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Leadership Without Excuses: How to Create Accountability and High-Performance (Instead of Just Talking About It) by Jeff Grimshaw

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CHAPTER 6REWARD WHAT YOU WANT TO SEE MORE OF . . . AND STOP TOLERATING WHAT YOU DON’T

Whether dealing with monkeys, rats, or human beings,” management professor Steven Kerr wrote in 1975, “it is hardly controversial to state that most organisms seek information concerning what activities are rewarded and then seek to do (or at least pretend to do) these things, often to the virtual exclusion of activities not rewarded.” The implication? If you want your people to do some particular thing, that’s the thing you’d better reward. It’s folly, Kerr said, to “reward A while hoping for B.”1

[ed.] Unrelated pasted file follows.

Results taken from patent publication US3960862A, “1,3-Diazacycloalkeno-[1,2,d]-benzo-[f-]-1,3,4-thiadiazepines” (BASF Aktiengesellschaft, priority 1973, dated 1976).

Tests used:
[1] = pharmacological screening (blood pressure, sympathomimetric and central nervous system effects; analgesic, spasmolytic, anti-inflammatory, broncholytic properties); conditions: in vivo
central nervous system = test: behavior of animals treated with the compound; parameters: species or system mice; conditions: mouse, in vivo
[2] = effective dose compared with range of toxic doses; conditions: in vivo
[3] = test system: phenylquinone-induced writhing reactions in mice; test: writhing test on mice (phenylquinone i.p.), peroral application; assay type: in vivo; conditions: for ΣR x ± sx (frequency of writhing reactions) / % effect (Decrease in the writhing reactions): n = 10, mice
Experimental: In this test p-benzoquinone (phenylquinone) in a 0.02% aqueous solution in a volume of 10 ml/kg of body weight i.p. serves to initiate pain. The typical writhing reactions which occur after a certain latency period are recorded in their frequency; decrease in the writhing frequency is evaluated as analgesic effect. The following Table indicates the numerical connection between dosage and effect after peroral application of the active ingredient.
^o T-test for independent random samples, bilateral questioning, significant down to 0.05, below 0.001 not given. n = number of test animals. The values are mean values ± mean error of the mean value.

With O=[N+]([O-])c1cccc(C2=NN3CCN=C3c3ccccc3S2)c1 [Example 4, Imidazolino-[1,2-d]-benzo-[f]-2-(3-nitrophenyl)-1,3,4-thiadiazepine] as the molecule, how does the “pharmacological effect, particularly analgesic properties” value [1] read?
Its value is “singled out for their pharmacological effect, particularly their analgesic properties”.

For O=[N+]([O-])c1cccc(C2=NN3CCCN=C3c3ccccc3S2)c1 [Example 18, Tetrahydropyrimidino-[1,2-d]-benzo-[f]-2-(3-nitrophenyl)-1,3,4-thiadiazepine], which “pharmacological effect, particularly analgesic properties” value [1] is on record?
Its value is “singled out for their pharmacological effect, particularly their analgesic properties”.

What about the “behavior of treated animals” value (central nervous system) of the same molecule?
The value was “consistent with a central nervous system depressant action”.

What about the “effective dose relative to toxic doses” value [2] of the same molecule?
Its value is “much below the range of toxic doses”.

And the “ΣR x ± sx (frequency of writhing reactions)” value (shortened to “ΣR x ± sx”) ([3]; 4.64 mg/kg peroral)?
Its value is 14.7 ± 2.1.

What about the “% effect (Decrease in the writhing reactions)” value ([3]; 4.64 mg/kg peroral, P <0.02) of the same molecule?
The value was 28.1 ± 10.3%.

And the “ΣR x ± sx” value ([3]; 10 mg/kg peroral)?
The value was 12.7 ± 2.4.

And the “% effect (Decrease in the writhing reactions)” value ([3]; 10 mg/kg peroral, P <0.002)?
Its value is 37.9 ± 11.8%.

But three decades later, the problem persists, as Kerr observes in his latest book.2 Organizations want long-term performance, he notes, but they reward employees ...

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